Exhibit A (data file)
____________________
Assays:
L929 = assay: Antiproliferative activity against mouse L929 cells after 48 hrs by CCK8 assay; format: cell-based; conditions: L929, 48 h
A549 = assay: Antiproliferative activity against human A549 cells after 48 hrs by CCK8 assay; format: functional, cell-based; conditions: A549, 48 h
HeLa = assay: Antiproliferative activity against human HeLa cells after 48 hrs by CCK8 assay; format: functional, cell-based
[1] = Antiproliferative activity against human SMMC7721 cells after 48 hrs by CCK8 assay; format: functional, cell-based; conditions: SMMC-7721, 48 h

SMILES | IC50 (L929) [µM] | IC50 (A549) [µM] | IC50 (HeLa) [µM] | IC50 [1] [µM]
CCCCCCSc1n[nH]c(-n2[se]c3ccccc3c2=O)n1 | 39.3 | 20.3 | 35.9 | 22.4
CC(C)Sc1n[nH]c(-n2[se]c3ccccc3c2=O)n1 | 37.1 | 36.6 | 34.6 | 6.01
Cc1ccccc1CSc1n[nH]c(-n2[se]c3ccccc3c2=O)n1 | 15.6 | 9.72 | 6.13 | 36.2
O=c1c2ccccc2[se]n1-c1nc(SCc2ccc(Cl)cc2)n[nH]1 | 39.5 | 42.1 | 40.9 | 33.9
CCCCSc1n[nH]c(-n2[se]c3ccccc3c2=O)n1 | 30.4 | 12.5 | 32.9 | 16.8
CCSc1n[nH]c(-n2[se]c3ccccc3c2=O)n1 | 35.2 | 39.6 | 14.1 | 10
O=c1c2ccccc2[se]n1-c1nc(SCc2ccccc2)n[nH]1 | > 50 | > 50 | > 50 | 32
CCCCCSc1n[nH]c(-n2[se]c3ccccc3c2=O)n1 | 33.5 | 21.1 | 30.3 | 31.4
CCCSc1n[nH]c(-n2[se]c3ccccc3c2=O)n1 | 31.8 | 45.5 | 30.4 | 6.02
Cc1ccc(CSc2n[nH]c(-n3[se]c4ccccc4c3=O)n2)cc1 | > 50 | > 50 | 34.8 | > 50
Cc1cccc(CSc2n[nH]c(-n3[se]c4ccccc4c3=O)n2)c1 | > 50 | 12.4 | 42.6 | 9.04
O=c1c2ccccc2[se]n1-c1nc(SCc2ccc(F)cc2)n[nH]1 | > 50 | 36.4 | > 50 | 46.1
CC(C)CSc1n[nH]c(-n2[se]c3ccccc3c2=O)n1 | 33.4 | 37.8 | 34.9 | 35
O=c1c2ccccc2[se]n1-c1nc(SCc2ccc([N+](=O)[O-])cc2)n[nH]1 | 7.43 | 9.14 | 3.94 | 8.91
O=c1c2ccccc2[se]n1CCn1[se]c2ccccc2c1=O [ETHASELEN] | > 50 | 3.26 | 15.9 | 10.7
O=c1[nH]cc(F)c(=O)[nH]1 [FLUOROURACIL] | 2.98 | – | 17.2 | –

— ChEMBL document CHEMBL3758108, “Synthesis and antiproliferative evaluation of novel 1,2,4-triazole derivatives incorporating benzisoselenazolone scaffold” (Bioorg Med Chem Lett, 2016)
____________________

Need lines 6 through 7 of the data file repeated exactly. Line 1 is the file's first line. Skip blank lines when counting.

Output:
SMILES | IC50 (L929) [µM] | IC50 (A549) [µM] | IC50 (HeLa) [µM] | IC50 [1] [µM]
CCCCCCSc1n[nH]c(-n2[se]c3ccccc3c2=O)n1 | 39.3 | 20.3 | 35.9 | 22.4